At a recent wedding, the couple thought they would save money and ask a friend to “man” their iPod for ceremony, cocktail hour and dinner /dancing. Let me save you time from reading the entire article below and fast forward to the summary right here: a professional special event DJ is not only worth their weight in gold, you are actually maximizing your investment if on a limited spending plan. For one service provider, you have peace of mind from ceremony through the end of the evening and they are almost always more cost-effective than a band if you have super limited funds.
However, if you are the type of person who needs actual, real examples of “why” because you think wedding service providers are out to take advantage of you financially, below is a real-life example from a recent wedding where they insisted on using an iPod and having “friends” man it for the wedding.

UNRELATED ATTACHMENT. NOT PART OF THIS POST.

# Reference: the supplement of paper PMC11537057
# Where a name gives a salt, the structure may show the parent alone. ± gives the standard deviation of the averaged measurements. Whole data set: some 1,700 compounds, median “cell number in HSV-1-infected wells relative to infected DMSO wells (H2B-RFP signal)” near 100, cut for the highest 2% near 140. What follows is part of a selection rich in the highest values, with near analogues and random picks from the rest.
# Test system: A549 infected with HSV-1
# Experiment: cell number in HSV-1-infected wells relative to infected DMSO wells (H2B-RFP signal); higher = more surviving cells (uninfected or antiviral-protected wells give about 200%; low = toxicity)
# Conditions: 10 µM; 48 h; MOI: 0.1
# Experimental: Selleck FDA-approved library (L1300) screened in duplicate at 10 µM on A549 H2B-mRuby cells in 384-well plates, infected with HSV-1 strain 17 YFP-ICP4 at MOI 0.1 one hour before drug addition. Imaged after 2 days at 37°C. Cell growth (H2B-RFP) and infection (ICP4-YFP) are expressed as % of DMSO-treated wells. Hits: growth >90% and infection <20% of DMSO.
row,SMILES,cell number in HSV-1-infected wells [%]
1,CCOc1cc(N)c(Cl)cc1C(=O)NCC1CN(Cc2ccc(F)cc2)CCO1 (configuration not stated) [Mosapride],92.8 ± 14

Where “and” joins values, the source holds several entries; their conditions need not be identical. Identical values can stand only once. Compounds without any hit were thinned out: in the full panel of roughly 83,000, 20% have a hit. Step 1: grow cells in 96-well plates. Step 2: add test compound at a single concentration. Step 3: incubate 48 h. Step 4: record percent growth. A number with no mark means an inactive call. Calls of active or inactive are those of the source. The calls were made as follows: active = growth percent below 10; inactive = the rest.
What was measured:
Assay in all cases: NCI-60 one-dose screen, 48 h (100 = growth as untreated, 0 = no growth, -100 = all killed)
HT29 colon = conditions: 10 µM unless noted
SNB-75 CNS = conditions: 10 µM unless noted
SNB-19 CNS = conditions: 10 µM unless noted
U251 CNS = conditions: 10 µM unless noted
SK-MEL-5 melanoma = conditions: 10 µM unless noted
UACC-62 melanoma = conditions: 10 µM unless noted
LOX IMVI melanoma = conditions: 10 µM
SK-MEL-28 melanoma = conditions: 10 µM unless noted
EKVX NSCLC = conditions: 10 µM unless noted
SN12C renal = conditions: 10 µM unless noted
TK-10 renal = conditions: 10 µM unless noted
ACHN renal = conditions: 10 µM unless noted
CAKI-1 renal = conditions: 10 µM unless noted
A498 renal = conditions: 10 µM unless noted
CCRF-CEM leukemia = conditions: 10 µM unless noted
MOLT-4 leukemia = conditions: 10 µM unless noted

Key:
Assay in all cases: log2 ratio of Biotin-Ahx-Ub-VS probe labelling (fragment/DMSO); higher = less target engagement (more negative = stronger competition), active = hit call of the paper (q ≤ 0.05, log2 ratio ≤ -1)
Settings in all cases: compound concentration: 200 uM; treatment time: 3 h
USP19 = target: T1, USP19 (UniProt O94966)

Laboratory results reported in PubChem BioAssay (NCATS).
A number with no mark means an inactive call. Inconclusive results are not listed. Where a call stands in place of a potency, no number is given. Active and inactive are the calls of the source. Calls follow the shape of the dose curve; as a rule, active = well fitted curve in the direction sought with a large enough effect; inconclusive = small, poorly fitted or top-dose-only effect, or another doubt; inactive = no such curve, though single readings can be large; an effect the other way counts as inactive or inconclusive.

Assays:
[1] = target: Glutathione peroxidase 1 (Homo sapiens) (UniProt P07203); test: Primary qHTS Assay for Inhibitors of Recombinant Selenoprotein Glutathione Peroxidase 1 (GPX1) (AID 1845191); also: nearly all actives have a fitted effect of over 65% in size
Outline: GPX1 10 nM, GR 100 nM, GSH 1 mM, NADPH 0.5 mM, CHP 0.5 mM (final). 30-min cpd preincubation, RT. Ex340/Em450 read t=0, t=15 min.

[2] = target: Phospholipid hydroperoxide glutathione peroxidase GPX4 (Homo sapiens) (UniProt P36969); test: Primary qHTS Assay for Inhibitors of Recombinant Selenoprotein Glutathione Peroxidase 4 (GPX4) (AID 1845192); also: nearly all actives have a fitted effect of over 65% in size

Non-Professional Equipment and Performance: A friend of the client was responsible for setting up the “sound system” — with only one speaker (so sound was unbalanced and because it was not pro-level sound equipment, the music vibrated and gave feedback more than once). Also, this single sound system had to be set up and transferred from ceremony to the reception. Because of this, there was no music for cocktail hour for a good half hour, providing a very weak vibe while the friends in charge of the sound system missed part of cocktail hour, broke down the ceremony sound system and transferred it to the reception area, looking for outlets for the equipment and more. Once there, the friend had to look up the playlist and get it started. The music style was very draggy, low-energy, and out of date (and we are not talking good old vintage classics). So unfortunate, since cocktail hour should leave everyone feeling “up” after a happy vow exchange with the newlyweds. Additionally, while we tried to get the preferred songs for our client for all of the ceremony and key reception items, and they did not respond, the designated friend was left to “guess” and filled in the spots as best as they could.